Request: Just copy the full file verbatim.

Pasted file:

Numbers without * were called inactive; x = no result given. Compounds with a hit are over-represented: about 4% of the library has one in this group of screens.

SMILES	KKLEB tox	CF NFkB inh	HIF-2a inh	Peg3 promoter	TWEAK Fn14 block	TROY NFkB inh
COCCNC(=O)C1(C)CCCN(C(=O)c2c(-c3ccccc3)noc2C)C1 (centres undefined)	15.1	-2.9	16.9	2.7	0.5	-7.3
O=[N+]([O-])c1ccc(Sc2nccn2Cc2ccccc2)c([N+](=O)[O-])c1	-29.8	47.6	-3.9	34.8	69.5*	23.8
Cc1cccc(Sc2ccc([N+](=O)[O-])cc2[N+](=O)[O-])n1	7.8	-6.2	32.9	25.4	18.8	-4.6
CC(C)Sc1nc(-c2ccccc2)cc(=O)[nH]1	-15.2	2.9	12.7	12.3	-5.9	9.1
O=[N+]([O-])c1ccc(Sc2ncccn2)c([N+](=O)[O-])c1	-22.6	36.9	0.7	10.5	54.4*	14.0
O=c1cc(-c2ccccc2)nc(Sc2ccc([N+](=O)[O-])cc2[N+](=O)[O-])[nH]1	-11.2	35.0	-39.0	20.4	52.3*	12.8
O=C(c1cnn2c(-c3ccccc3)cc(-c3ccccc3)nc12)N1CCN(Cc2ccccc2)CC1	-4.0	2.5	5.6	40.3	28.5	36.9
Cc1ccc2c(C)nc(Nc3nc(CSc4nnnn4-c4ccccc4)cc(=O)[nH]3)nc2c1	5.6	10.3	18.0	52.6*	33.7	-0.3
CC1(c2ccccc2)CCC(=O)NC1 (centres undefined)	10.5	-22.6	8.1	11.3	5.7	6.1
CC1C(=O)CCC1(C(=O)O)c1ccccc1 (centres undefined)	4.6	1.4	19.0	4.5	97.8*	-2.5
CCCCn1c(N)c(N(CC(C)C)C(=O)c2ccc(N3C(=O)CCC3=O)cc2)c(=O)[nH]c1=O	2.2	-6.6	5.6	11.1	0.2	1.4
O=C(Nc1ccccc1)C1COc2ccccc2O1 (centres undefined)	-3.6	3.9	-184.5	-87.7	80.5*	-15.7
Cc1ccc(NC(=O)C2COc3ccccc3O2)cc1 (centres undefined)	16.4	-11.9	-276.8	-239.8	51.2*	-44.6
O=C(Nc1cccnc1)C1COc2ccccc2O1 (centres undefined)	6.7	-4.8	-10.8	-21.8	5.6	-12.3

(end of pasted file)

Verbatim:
Numbers without * were called inactive; x = no result given. Compounds with a hit are over-represented: about 4% of the library has one in this group of screens.

SMILES	KKLEB tox	CF NFkB inh	HIF-2a inh	Peg3 promoter	TWEAK Fn14 block	TROY NFkB inh
COCCNC(=O)C1(C)CCCN(C(=O)c2c(-c3ccccc3)noc2C)C1 (centres undefined)	15.1	-2.9	16.9	2.7	0.5	-7.3
O=[N+]([O-])c1ccc(Sc2nccn2Cc2ccccc2)c([N+](=O)[O-])c1	-29.8	47.6	-3.9	34.8	69.5*	23.8
Cc1cccc(Sc2ccc([N+](=O)[O-])cc2[N+](=O)[O-])n1	7.8	-6.2	32.9	25.4	18.8	-4.6
CC(C)Sc1nc(-c2ccccc2)cc(=O)[nH]1	-15.2	2.9	12.7	12.3	-5.9	9.1
O=[N+]([O-])c1ccc(Sc2ncccn2)c([N+](=O)[O-])c1	-22.6	36.9	0.7	10.5	54.4*	14.0
O=c1cc(-c2ccccc2)nc(Sc2ccc([N+](=O)[O-])cc2[N+](=O)[O-])[nH]1	-11.2	35.0	-39.0	20.4	52.3*	12.8
O=C(c1cnn2c(-c3ccccc3)cc(-c3ccccc3)nc12)N1CCN(Cc2ccccc2)CC1	-4.0	2.5	5.6	40.3	28.5	36.9
Cc1ccc2c(C)nc(Nc3nc(CSc4nnnn4-c4ccccc4)cc(=O)[nH]3)nc2c1	5.6	10.3	18.0	52.6*	33.7	-0.3
CC1(c2ccccc2)CCC(=O)NC1 (centres undefined)	10.5	-22.6	8.1	11.3	5.7	6.1
CC1C(=O)CCC1(C(=O)O)c1ccccc1 (centres undefined)	4.6	1.4	19.0	4.5	97.8*	-2.5
CCCCn1c(N)c(N(CC(C)C)C(=O)c2ccc(N3C(=O)CCC3=O)cc2)c(=O)[nH]c1=O	2.2	-6.6	5.6	11.1	0.2	1.4
O=C(Nc1ccccc1)C1COc2ccccc2O1 (centres undefined)	-3.6	3.9	-184.5	-87.7	80.5*	-15.7
Cc1ccc(NC(=O)C2COc3ccccc3O2)cc1 (centres undefined)	16.4	-11.9	-276.8	-239.8	51.2*	-44.6
O=C(Nc1cccnc1)C1COc2ccccc2O1 (centres undefined)	6.7	-4.8	-10.8	-21.8	5.6	-12.3